Will you take a pledge with me?

Let’s pledge to have a guilt free Christmas, to give and receive without expectation or duty.  Allow someone to bless you.  That’s what Christmas is all about.  We received the greatest gift of all  – a savior in the form a baby.  Now we give to share the gift, His love.

I am going to enjoy a guilt free Christmas, gifts or no gifts.  How about you?

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14 thoughts on “Guilt Free Gift Giving

  1. Pingback: Take a Guilt-Free Holiday Break | Coachtactics

  2. Apple Hill Cottage

    I think you should print up your blog and attach it to your gifts. Just to let them know how you feel. Because most of commercialized Christmas American people innately do that reciprocity thing. Heck, if us Christians who know better do it, so does everyone else, double. There’s someone in my family who gives me so many presents it’s embarrassing to me. And how do I deal with it? Not very well. Alternately sad, angry, irritated, anxious and not very grateful.Sigh. Great post!

    Reply
  3. Little Sonshine Girl

    Thank you for your post.

    It gives me more courage to not give gifts this Christmas season. I’m not really able to financially or physically give gifts or even cards this year, and, consequently, the concept of not giving gifts or cards at Chrismas has been at the forefront of my mind.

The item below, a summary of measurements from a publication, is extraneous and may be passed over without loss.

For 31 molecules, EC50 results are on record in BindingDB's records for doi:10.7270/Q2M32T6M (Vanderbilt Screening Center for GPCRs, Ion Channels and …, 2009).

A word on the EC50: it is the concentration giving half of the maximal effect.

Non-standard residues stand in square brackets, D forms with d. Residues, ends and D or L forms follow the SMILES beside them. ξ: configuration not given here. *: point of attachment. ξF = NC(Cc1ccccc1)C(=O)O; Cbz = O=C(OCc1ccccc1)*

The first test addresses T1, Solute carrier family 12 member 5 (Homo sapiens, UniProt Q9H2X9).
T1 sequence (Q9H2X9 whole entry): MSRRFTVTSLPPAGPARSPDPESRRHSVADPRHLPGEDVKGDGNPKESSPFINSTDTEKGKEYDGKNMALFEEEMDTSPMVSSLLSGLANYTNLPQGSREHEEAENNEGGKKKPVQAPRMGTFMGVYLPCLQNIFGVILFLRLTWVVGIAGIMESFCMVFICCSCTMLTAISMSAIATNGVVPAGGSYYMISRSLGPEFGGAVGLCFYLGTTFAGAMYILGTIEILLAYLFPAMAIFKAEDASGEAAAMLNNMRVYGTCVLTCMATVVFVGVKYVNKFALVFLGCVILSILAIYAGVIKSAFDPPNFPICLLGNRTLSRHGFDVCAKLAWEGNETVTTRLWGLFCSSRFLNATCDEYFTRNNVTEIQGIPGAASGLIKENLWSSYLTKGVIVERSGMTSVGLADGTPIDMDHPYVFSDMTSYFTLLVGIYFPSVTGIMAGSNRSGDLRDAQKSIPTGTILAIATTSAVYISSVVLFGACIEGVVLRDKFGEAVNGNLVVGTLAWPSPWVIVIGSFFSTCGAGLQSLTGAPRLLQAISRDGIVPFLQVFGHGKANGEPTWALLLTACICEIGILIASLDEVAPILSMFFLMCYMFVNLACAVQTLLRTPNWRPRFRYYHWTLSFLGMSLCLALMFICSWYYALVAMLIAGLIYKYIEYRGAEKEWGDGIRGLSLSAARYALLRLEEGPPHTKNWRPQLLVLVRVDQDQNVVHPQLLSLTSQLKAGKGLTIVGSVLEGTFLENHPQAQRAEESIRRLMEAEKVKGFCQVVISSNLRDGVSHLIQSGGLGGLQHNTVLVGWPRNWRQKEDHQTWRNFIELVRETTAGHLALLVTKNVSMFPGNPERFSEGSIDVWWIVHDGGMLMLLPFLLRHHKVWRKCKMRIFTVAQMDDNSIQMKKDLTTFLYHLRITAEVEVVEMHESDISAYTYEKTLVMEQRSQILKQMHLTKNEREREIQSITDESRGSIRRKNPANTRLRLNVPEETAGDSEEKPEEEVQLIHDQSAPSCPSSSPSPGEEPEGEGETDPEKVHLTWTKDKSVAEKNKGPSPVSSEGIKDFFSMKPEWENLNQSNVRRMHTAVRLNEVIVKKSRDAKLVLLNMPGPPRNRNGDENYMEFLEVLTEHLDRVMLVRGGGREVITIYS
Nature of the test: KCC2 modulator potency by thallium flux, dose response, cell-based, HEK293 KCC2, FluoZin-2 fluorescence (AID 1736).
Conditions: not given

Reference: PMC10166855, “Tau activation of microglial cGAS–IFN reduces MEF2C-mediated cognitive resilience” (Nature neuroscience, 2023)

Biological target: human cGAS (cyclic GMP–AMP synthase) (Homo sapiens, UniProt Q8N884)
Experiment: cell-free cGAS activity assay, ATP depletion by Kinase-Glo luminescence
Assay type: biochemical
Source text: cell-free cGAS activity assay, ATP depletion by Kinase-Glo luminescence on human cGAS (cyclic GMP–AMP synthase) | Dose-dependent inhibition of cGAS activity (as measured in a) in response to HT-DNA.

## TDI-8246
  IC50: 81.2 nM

Thanks for again reminding me of the truth I already know, but am often afraid to accept: Christmas is about Jesus, not presents or gifts or cards.

    We’ll see if I can hold out and not cave in the end!

    Reply
  4. Piglet in Portugal

    Christmas has just become so commercialised we are in danger of overlooking the true meaning of Christmas. Last year I looked at the piles of toys our little granddaughter received and thought of all the children who receive nothing because they are so poor.

    Reply
  5. kirsty

    I LOVE those dang cinnamon rolls. and I love your message. I sooo appreciate receiving a meaningful gift but not so much the guilt gifts and then I fell guilty not loving it or knowing what to do with it, right? giving gifts is definitely one of my love languages but its not always the case for other people. perhaps a hand written note in return is so great or a starbucks card 🙂 I’m taking the pledge!

    Reply
  6. Megan

    Maybe it’s not guilt but appreciation for the sweet gesture and a desire to bless you back? I know I feel this way sometimes. Someone unexpected gives me a little gift that so absolutely amazing I want to give them something back. If somebody gave me some Pioneer Woman cinnamon rolls I’m pretty sure I’d feel that way. 😀

    Reply
    1. The Domestic Fringe Post author

      Maybe it’s appreciation, but it doesn’t feel like that. A thank you feels like appreciation, especially when you live in a neighborhood where one person has less than the next. If others feel like they have to give back, it just becomes a burden. Does that make sense?

      Reply